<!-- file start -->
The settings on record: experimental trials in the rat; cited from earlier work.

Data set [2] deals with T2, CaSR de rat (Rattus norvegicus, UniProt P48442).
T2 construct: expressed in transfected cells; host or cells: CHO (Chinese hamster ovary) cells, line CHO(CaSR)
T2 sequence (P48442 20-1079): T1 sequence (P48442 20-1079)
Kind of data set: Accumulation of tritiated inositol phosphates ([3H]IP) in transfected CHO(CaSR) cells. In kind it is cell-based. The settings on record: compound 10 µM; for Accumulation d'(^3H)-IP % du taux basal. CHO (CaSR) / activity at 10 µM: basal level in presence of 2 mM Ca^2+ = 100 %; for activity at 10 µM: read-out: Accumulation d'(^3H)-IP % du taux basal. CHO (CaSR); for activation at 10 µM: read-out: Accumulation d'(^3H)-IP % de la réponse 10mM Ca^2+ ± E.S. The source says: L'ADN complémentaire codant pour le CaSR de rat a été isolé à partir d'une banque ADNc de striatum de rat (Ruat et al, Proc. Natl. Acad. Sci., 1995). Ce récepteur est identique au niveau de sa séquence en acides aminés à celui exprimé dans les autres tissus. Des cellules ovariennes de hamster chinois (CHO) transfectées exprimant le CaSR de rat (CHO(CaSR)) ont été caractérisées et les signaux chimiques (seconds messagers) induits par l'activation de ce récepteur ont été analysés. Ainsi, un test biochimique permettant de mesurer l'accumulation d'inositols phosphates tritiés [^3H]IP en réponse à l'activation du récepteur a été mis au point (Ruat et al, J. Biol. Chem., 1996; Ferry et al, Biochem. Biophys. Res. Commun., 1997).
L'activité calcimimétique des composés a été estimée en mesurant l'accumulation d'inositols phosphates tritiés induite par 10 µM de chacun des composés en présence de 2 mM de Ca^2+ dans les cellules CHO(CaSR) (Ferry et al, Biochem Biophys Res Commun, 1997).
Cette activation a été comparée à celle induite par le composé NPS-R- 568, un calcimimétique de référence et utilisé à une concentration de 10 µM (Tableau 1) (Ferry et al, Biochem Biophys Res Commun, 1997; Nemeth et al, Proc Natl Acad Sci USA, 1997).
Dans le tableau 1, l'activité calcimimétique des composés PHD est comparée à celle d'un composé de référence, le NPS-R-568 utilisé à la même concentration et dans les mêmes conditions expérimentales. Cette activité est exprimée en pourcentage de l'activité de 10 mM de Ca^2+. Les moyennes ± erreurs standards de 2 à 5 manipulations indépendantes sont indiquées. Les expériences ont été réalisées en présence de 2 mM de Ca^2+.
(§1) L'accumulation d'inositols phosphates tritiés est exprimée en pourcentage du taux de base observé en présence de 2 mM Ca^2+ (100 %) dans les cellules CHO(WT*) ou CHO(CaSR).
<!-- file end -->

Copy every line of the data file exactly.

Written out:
The settings on record: experimental trials in the rat; cited from earlier work.

Data set [2] deals with T2, CaSR de rat (Rattus norvegicus, UniProt P48442).
T2 construct: expressed in transfected cells; host or cells: CHO (Chinese hamster ovary) cells, line CHO(CaSR)
T2 sequence (P48442 20-1079): T1 sequence (P48442 20-1079)
Kind of data set: Accumulation of tritiated inositol phosphates ([3H]IP) in transfected CHO(CaSR) cells. In kind it is cell-based. The settings on record: compound 10 µM; for Accumulation d'(^3H)-IP % du taux basal. CHO (CaSR) / activity at 10 µM: basal level in presence of 2 mM Ca^2+ = 100 %; for activity at 10 µM: read-out: Accumulation d'(^3H)-IP % du taux basal. CHO (CaSR); for activation at 10 µM: read-out: Accumulation d'(^3H)-IP % de la réponse 10mM Ca^2+ ± E.S. The source says: L'ADN complémentaire codant pour le CaSR de rat a été isolé à partir d'une banque ADNc de striatum de rat (Ruat et al, Proc. Natl. Acad. Sci., 1995). Ce récepteur est identique au niveau de sa séquence en acides aminés à celui exprimé dans les autres tissus. Des cellules ovariennes de hamster chinois (CHO) transfectées exprimant le CaSR de rat (CHO(CaSR)) ont été caractérisées et les signaux chimiques (seconds messagers) induits par l'activation de ce récepteur ont été analysés. Ainsi, un test biochimique permettant de mesurer l'accumulation d'inositols phosphates tritiés [^3H]IP en réponse à l'activation du récepteur a été mis au point (Ruat et al, J. Biol. Chem., 1996; Ferry et al, Biochem. Biophys. Res. Commun., 1997).
L'activité calcimimétique des composés a été estimée en mesurant l'accumulation d'inositols phosphates tritiés induite par 10 µM de chacun des composés en présence de 2 mM de Ca^2+ dans les cellules CHO(CaSR) (Ferry et al, Biochem Biophys Res Commun, 1997).
Cette activation a été comparée à celle induite par le composé NPS-R- 568, un calcimimétique de référence et utilisé à une concentration de 10 µM (Tableau 1) (Ferry et al, Biochem Biophys Res Commun, 1997; Nemeth et al, Proc Natl Acad Sci USA, 1997).
Dans le tableau 1, l'activité calcimimétique des composés PHD est comparée à celle d'un composé de référence, le NPS-R-568 utilisé à la même concentration et dans les mêmes conditions expérimentales. Cette activité est exprimée en pourcentage de l'activité de 10 mM de Ca^2+. Les moyennes ± erreurs standards de 2 à 5 manipulations indépendantes sont indiquées. Les expériences ont été réalisées en présence de 2 mM de Ca^2+.
(§1) L'accumulation d'inositols phosphates tritiés est exprimée en pourcentage du taux de base observé en présence de 2 mM Ca^2+ (100 %) dans les cellules CHO(WT*) ou CHO(CaSR).